Audacity

Platforms: Windows, Mac, Linux

ProsCons
Fully freeDestructive editing only
Great for editing musicMultitrack audio support is exceedingly basic
Supports multitrack audio and batch processingLacks musical features

Audacity is the oldest entirely free DAW. It also got the rating primarily for its incredible live recording and easy-to-invoke effects.

As such, you can record the best guitar live after setting the optimal recording speed or pitch of your recording. Not one to be left behind, the software comes with its vast collection of top-notch features.

For example, it allows you to export your inspiration recordings in many file formats, including sending multiple files simultaneously. In the same way, the program has one of the best sound qualities due to its exceptional resampling and dithering.

The program’s roll and dial registration feature has also been highly praised. You see, this feature allows recorders to easily correct mistakes made during recording.

You can pause, back up an error, and continue recording. The final product is a track with zero errors and at the right time. Simply put, considering it’s free, the quality of the audacity is beautiful music to the ears of the enthusiast.

But of course, these features are included in many modern DAWs with more effects, samples, virtual instruments added. So, Audacity is a great free DAW to start, but it may not satisfy an experienced recorder’s needs.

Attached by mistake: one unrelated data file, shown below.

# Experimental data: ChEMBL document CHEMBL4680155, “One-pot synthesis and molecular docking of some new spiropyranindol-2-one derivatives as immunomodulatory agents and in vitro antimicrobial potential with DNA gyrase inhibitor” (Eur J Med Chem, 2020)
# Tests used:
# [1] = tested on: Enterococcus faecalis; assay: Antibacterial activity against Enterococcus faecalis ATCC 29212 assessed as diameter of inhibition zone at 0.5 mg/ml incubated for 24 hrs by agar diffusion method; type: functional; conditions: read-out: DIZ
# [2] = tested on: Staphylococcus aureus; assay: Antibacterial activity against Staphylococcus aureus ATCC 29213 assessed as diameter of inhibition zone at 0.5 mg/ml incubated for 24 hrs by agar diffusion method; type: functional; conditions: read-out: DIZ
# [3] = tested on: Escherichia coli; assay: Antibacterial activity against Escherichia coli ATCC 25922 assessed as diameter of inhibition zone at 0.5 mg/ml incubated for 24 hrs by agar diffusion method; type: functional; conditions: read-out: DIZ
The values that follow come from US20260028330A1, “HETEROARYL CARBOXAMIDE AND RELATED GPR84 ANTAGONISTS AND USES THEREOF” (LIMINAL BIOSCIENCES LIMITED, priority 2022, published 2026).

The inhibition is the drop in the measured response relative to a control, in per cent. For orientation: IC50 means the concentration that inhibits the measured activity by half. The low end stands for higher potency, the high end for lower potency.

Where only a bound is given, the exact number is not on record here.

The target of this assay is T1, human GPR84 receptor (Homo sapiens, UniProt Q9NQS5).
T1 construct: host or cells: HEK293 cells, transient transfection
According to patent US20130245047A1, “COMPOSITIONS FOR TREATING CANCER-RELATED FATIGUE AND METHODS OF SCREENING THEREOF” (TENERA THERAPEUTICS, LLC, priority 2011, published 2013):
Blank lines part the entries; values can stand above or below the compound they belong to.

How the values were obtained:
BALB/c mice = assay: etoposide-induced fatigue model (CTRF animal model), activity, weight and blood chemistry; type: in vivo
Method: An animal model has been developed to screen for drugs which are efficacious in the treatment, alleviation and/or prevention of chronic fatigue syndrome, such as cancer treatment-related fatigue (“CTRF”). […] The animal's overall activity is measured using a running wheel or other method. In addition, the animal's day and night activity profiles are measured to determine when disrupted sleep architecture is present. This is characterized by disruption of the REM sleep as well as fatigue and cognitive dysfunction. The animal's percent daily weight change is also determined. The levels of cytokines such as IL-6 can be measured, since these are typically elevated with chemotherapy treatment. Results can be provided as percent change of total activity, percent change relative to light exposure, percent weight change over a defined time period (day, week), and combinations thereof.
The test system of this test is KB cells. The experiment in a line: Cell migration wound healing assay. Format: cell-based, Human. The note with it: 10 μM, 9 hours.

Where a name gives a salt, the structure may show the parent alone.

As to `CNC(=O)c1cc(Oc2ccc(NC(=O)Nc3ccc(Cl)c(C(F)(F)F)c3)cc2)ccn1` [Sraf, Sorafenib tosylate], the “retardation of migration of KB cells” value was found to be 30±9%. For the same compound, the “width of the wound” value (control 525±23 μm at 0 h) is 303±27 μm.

Studio One Prime

Platforms: Windows, Mac

ProsCons
Highly beginner friendlyCan not load VST or AU plugins
Great sounding effects

Studio One Prime is a perfect DAW for beginners. The interface is exceptionally intuitive and easy to use and offers a hassle-free working mode. Thus, guitarists without prior experience with recording and mixing won’t have a headache.

Although the built-in nine effect plugins such as delay, distortion, chorus sound surprisingly good, the biggest let-down of the DAW is that it can not load VST or AU plugins, they come with the upgraded Studio One Artist, which is the full paid version of the software.

Ohm Studio